Moving to Denver, CO
Denver is known as the Mile-High City, because it’s exactly that: 5,280 feet above see level. From a mile up, it looks down at the rest of the Great Plains as the region’s premiere metropolis, a city that boasts innovation, industry and dining.
But with the wild Rocky Mountains at its back, Denver is first and foremost an outdoorsman’s city. Still dripping with Western charm, it hosts a number of outdoor activities, ranging from skiing to rodeos, and residents can enjoy hiking in the Rockies’ foothills all year long.
Denver is located a mile above sea level at the edge of the American Great Plains. Contrary to popular belief, it’s not in the mountains. It’s on flat, arid land. The Rocky Mountains spike up just beyond Denver, reaching nearly 3 miles above sea level and bringing vegetation and water to the region.
Denver is the biggest city in the metropolitan area that includes the cities of Aurora and Lakewood and is home to 3.15 million people. It is a short drive north of Boulder, Colorado, which is home to the University of Colorado.
Positives of Moving to Denver
Outdoors – Denver has a dry climate perfect for a number of outdoor activities, like hiking and biking. It is also very near the Rocky Mountains, which have abundant skiing and hiking opportunities.
Beer/Food – Denver is home to a stellar craft brew scene, as are nearby towns of Fort Collins (New Belgium Brewery) and Boulder. Denver is also home to the Great American Beerfest, the largest beer fest in the US. Denver has a good foodie scene, too, with a focus on green chilies and Mexican food. Denver was the birthplace of Chipotle.
Economy – Denver is the only major city for 500 miles in all directions. As such, it is the financial hub for a huge portion of the US. A lot of business passes through Denver, causing it to have one of the lower unemployment rates in the states. Denver also has a strong mining industry, because the Rockies are rich with minerals.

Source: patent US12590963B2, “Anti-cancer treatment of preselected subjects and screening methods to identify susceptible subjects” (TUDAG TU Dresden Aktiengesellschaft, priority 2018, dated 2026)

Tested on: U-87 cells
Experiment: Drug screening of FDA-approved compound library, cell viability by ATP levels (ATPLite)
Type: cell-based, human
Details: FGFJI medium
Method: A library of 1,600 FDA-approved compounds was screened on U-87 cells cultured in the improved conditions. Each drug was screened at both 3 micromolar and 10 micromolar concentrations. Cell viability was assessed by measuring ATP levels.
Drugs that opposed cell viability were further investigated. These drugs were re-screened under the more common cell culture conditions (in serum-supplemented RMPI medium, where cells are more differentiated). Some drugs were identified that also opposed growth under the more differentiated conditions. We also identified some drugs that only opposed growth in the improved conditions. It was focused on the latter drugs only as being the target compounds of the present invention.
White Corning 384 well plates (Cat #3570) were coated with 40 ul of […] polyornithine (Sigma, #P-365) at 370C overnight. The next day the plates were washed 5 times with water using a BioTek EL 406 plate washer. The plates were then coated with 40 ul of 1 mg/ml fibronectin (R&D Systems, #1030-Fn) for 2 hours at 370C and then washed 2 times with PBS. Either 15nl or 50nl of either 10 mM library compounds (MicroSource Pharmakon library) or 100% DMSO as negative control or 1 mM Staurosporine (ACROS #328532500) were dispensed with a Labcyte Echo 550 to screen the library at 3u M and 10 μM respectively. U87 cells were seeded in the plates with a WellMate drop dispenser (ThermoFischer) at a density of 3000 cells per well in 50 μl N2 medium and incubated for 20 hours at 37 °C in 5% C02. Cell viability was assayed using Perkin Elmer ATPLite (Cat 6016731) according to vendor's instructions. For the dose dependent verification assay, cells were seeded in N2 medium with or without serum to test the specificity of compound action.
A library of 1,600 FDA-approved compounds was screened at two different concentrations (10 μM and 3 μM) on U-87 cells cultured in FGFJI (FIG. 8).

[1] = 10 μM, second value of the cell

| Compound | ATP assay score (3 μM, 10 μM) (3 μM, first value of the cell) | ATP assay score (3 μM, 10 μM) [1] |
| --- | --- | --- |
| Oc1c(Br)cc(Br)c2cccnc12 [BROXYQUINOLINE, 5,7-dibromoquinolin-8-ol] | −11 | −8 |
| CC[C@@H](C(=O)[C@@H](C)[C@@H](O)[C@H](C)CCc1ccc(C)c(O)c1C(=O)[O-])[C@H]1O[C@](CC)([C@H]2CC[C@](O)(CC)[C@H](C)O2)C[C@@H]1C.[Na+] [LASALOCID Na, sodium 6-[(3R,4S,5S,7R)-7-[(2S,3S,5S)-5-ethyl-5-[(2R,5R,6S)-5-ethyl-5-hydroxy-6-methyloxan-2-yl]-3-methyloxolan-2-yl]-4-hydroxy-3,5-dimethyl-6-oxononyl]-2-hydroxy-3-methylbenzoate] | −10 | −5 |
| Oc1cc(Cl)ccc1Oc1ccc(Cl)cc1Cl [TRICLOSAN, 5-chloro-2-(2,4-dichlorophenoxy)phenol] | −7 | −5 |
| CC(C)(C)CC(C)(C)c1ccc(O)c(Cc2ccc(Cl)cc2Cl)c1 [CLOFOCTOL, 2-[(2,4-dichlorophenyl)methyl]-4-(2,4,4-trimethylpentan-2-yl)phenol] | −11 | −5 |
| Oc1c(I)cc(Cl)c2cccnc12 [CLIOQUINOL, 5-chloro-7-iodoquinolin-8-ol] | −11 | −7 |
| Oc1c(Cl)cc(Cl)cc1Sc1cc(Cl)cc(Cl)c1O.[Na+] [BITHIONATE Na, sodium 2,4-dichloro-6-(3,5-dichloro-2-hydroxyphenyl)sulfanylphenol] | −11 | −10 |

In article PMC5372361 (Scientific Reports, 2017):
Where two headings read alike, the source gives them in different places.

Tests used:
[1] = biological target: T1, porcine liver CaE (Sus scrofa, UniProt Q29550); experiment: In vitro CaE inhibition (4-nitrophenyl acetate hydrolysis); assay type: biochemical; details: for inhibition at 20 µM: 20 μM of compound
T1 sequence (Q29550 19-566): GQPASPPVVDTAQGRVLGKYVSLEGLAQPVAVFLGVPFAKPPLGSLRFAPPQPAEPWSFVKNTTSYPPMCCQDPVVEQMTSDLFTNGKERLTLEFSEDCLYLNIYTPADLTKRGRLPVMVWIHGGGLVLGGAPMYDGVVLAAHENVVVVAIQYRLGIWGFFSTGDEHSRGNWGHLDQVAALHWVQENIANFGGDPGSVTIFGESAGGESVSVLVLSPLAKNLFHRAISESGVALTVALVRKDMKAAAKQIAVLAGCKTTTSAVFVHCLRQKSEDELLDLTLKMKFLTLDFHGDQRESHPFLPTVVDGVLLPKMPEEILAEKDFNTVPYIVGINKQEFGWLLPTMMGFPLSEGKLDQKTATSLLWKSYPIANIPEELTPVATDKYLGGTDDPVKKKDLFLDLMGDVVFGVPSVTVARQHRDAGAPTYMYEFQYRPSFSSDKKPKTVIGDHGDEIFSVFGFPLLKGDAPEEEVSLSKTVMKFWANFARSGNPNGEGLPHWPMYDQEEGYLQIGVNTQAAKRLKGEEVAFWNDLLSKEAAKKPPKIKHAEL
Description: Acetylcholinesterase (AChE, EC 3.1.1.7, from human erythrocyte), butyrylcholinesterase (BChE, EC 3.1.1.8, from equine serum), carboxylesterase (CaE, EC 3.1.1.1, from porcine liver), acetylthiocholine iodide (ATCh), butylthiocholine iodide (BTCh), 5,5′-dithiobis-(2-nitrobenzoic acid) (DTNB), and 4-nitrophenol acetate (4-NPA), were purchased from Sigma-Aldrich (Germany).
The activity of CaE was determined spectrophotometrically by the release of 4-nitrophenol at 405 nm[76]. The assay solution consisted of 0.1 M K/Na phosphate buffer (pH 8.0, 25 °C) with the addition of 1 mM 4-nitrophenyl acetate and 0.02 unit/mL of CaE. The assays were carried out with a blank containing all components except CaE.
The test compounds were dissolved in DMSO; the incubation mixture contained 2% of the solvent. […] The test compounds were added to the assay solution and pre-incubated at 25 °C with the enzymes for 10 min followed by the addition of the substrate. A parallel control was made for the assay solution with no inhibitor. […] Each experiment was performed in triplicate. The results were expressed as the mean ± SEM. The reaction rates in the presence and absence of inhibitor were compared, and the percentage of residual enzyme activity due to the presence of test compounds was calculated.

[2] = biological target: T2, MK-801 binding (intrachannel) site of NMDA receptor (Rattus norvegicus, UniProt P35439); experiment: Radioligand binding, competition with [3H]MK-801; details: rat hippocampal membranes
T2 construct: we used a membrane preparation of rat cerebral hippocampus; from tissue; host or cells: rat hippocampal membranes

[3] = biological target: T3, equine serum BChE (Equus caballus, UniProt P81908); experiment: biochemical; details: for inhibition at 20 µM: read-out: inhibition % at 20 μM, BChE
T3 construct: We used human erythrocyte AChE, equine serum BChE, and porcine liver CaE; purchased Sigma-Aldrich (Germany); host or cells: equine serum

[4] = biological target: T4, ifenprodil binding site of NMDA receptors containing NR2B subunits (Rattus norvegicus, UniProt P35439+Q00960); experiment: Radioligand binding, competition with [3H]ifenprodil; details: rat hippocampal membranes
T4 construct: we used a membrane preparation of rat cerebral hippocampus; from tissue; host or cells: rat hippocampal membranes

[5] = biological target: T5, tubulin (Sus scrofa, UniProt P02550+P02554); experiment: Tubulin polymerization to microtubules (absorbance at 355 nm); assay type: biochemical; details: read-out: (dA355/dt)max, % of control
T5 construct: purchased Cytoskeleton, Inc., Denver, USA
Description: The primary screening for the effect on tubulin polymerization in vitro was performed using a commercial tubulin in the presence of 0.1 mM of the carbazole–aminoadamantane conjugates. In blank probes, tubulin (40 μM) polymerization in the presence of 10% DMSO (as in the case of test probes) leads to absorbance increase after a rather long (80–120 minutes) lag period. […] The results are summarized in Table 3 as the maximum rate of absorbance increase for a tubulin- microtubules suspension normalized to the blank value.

Negatives of Moving to Denver
Plains Life – The Rocky Mountains are rugged and enchanting, with evergreen trees, deep grasses and bubbling streams. However, Denver is located on a flat plain that is more akin to Mars. Even trees are rare, leading to a very, dry, rocky desert-y feel, which might be okay if the weather was more desert-y, too, butDenver gets very cold and very snowy winters. Get ready to shovel… a lot.
Isolated – Though being isolated has helped Denver’s economy, it also makes it difficult for residents to easily travel to different areas and large cities. If you’re in Denver, Denver might be the biggest city you see for a long time unless you board a plane.
Traffic – Denver has a light rail track and an extensive bus system, but residents often still need to drive most places, leading to gridlock, especially on snowy, icy days.
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